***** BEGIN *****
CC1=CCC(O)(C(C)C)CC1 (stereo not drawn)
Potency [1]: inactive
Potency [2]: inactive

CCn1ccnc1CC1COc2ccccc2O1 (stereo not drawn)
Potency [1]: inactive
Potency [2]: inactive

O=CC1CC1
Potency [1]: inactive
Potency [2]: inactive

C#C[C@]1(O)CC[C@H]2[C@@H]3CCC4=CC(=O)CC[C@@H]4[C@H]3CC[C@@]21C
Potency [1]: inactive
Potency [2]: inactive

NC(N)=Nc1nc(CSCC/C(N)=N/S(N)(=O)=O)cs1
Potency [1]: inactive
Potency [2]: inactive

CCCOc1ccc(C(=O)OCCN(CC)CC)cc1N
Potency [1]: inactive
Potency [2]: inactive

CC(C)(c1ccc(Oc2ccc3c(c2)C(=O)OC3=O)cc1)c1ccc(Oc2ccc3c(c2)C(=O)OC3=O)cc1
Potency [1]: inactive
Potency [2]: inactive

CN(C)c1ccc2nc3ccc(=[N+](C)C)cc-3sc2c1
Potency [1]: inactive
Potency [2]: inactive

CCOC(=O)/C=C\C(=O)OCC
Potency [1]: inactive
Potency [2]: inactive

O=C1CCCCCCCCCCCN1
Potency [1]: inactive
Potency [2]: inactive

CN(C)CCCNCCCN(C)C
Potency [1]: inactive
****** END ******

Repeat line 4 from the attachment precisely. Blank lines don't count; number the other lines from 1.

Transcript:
CCn1ccnc1CC1COc2ccccc2O1 (stereo not drawn)